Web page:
Robots are great at manipulating objects like automobile parts and circuit-board components. But what about a glass of orange juice, a ball bearing, or a raw egg? Expensive, Terminator-style artificial hands are awful at picking up everyday objects that they're not pre-programmed to recognize, so if robots are ever going to reliably help out around the house—or perform unpredictable missions in space or war zones—they'll need to be able to get a grip on anything.
The best solution? A beanbag filled with coffee grounds, according to these researchers. "It basically works on the same mechanics as when coffee shops vacuum-seal packs of ground espresso," Heinrich Jaeger, a lead researcher on the project, tells Co.Design. "It needs no special sensors to compute how much pressure to apply—the materials of the gripper just do it automatically." Come again?
A team of engineers and scientists from the University of Chicago, Cornell University, and iRobot built this prototype gripper, which uses a clever combination of friction, suction, and clever low-tech design to reliably snag almost anything it encounters. The "hand" is nothing more than a stretchable bag filled with lightweight "granular materials" (such as coffee grounds in the demo video above, although salt, sugar, or glass beads also work) attached to a vacuum pump.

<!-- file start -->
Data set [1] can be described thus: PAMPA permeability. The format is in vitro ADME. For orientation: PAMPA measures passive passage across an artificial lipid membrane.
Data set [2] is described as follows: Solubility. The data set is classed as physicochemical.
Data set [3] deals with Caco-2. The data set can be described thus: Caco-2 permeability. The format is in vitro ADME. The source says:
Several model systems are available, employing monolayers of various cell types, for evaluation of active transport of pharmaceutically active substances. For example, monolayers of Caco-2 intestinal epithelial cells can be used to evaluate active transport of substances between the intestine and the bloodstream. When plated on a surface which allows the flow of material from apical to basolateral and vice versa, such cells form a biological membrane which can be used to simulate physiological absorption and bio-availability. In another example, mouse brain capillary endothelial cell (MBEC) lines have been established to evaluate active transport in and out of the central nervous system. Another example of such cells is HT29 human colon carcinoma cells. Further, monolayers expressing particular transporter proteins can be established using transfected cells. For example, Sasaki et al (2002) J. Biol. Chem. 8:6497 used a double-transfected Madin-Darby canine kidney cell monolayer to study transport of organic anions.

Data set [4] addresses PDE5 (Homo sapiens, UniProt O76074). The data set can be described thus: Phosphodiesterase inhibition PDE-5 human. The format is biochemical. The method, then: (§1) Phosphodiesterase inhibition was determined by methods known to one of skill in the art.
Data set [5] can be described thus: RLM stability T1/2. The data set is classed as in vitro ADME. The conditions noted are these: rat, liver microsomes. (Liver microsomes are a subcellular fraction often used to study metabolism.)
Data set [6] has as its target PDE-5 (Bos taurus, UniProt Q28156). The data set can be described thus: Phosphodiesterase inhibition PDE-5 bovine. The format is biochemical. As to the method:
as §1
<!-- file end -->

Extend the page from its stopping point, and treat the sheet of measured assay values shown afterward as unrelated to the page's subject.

A robot arm presses the bag onto the object to be gripped, forcing the grains inside the bag to perfectly conform to the object's surface. Then the vacuum sucks the excess air out of the bag, packing the grains tightly together around the object's contours, forming a perfect seal.
The beanbag grains go through what's called a "jamming transition," in which physical pressure makes the tiny particles lock together and unlock again on demand. (That's why the robot can also put the raw egg back down after picking it up.) The jamming transition doesn't require special materials—"even M&Ms could work," says Jaeger—and the passive grip can be strong enough to lift a shotput or gentle enough to cradle a light bulb.
Their prototype "hand" is only 10 centimeters in diameter, but Jaeger speculates that a 1-meter-wide model "could lift pretty much anything that wasn't made of lead"—like, say, collapsed beams after an earthquake. Take that, Terminator!